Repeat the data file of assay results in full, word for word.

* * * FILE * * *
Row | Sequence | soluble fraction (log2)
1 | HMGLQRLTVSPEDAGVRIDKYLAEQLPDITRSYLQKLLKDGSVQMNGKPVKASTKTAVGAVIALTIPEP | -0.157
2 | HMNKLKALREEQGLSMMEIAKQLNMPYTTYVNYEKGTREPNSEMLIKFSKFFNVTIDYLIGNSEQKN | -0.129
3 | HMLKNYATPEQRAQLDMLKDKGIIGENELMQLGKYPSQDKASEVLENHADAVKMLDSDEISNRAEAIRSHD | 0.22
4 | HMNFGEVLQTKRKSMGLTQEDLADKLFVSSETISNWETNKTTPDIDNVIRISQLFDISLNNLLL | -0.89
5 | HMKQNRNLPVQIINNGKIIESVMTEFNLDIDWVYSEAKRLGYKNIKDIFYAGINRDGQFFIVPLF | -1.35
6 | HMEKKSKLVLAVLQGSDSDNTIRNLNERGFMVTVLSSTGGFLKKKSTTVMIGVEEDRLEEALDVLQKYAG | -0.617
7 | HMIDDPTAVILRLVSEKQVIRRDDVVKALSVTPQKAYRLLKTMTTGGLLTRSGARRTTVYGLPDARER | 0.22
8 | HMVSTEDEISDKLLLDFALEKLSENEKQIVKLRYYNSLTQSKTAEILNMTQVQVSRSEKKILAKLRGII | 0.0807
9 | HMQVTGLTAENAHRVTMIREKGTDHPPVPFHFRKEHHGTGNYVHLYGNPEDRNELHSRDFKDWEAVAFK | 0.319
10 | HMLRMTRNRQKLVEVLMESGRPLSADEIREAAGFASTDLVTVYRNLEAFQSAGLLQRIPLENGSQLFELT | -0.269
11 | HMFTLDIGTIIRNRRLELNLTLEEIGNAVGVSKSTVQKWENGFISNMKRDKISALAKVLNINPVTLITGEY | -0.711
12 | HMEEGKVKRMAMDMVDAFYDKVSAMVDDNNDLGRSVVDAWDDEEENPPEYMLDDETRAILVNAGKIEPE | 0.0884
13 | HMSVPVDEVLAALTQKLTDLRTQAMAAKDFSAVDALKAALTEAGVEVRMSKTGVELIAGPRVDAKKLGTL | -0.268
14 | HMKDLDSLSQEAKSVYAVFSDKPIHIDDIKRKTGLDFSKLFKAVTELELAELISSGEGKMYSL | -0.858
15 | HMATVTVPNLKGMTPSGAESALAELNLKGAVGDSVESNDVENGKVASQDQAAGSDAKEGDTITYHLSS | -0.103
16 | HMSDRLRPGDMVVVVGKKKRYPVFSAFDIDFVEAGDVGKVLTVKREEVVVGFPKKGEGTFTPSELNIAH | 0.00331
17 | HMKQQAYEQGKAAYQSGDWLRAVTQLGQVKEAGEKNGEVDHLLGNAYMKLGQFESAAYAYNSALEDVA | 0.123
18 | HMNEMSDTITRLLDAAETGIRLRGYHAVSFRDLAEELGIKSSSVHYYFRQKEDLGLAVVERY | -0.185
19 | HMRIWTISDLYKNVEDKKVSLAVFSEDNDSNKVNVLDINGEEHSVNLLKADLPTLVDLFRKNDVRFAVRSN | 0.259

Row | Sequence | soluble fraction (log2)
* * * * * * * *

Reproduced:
Row | Sequence | soluble fraction (log2)
1 | HMGLQRLTVSPEDAGVRIDKYLAEQLPDITRSYLQKLLKDGSVQMNGKPVKASTKTAVGAVIALTIPEP | -0.157
2 | HMNKLKALREEQGLSMMEIAKQLNMPYTTYVNYEKGTREPNSEMLIKFSKFFNVTIDYLIGNSEQKN | -0.129
3 | HMLKNYATPEQRAQLDMLKDKGIIGENELMQLGKYPSQDKASEVLENHADAVKMLDSDEISNRAEAIRSHD | 0.22
4 | HMNFGEVLQTKRKSMGLTQEDLADKLFVSSETISNWETNKTTPDIDNVIRISQLFDISLNNLLL | -0.89
5 | HMKQNRNLPVQIINNGKIIESVMTEFNLDIDWVYSEAKRLGYKNIKDIFYAGINRDGQFFIVPLF | -1.35
6 | HMEKKSKLVLAVLQGSDSDNTIRNLNERGFMVTVLSSTGGFLKKKSTTVMIGVEEDRLEEALDVLQKYAG | -0.617
7 | HMIDDPTAVILRLVSEKQVIRRDDVVKALSVTPQKAYRLLKTMTTGGLLTRSGARRTTVYGLPDARER | 0.22
8 | HMVSTEDEISDKLLLDFALEKLSENEKQIVKLRYYNSLTQSKTAEILNMTQVQVSRSEKKILAKLRGII | 0.0807
9 | HMQVTGLTAENAHRVTMIREKGTDHPPVPFHFRKEHHGTGNYVHLYGNPEDRNELHSRDFKDWEAVAFK | 0.319
10 | HMLRMTRNRQKLVEVLMESGRPLSADEIREAAGFASTDLVTVYRNLEAFQSAGLLQRIPLENGSQLFELT | -0.269
11 | HMFTLDIGTIIRNRRLELNLTLEEIGNAVGVSKSTVQKWENGFISNMKRDKISALAKVLNINPVTLITGEY | -0.711
12 | HMEEGKVKRMAMDMVDAFYDKVSAMVDDNNDLGRSVVDAWDDEEENPPEYMLDDETRAILVNAGKIEPE | 0.0884
13 | HMSVPVDEVLAALTQKLTDLRTQAMAAKDFSAVDALKAALTEAGVEVRMSKTGVELIAGPRVDAKKLGTL | -0.268
14 | HMKDLDSLSQEAKSVYAVFSDKPIHIDDIKRKTGLDFSKLFKAVTELELAELISSGEGKMYSL | -0.858
15 | HMATVTVPNLKGMTPSGAESALAELNLKGAVGDSVESNDVENGKVASQDQAAGSDAKEGDTITYHLSS | -0.103
16 | HMSDRLRPGDMVVVVGKKKRYPVFSAFDIDFVEAGDVGKVLTVKREEVVVGFPKKGEGTFTPSELNIAH | 0.00331
17 | HMKQQAYEQGKAAYQSGDWLRAVTQLGQVKEAGEKNGEVDHLLGNAYMKLGQFESAAYAYNSALEDVA | 0.123
18 | HMNEMSDTITRLLDAAETGIRLRGYHAVSFRDLAEELGIKSSSVHYYFRQKEDLGLAVVERY | -0.185
19 | HMRIWTISDLYKNVEDKKVSLAVFSEDNDSNKVNVLDINGEEHSVNLLKADLPTLVDLFRKNDVRFAVRSN | 0.259

Row | Sequence | soluble fraction (log2)